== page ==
Diverse aquatic adaptations in Nothosaurus spp. (Sauropterygia) - Inferences from humeral histology and microanatomy

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Abstract

Mid-diaphyseal cortical bone tissue in humeri of Nothosaurus spp. consists of coarse parallel-fibered bone, finer and higher organized parallel-fibered bone, and lamellar bone. Vascular canals are mainly arranged longitudinally and radially in a dominantly radial system. Blood vessels are represented by simple vascular canals, incompletely lined primary osteons, and fully developed primary osteons. Nothosaurus spp. shows a variety of diaphyseal microanatomical patterns, ranging from thick to very thin-walled cortices. In the early Anisian (Lower Muschelkalk), small- and large-bodied Nothosaurus spp. generally exhibit bone mass increase (BMI). In the middle to late Anisian (Middle Muschelkalk) small-bodied nothosaurs retain BMI whereas larger-bodied forms tend to show a decrease in bone mass (BMD). During the latest Anisian to early Ladinian (Upper Muschelkalk), small- and few large-bodied nothosaurs retain BMI, whereas the majority of large-bodied forms exhibit BMD. The stratigraphically youngest nothosaurs document five microanatomical categories, two of which are unique among marine amniotes: One consists of a very heterogeneously distributed spongy periosteal organization, the other of very thin-walled cortices. The functional significance of the two unique microanatomical specializations seen in large-bodied nothosaurs is the reduction of bone mass, which minimizes inertia of the limbs, and thus saves energy during locomotion. Transitions between the various microanatomical categories are rather gradual. Our results suggest that small-bodied Nothosaurus marchicus and other, not further assignable small-bodied nothosaurs seem to have been bound to near-shore, shallow marine environments throughout their evolution. Some large-bodied Nothosaurus spp. followed the same trend but others became more active swimmers and possibly inhabited open marine environments. The variety of microanatomical patterns may be related to taxonomic differences, developmental plasticity, and possibly sexual dimorphism. Humeral microanatomy documents the diversification of nothosaur species into different environments to avoid intraclade competition as well as competition with other marine reptiles. Nothosaur microanatomy indicates that knowledge of processes involved in secondary aquatic adaptation and their interaction are more complex than previously believed.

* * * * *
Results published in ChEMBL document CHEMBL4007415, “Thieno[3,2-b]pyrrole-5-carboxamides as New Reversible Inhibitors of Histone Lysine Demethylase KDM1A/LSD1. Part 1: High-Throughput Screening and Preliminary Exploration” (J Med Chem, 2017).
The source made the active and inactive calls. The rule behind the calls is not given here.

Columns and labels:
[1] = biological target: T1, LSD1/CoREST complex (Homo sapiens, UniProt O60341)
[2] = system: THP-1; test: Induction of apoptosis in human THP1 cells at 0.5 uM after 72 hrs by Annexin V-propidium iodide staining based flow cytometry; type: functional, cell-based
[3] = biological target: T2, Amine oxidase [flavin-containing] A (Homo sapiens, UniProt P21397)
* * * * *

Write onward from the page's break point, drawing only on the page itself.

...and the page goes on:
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Klein, N., Sander, P. M., Krahl, A., Scheyer, T. M., & Houssaye, A. (2016). Diverse aquatic adaptations in Nothosaurus spp. (Sauropterygia) - Inferences from humeral histology and microanatomy. PLoS ONE, 11(7). https://doi.org/10.1371/journal.pone.0158448

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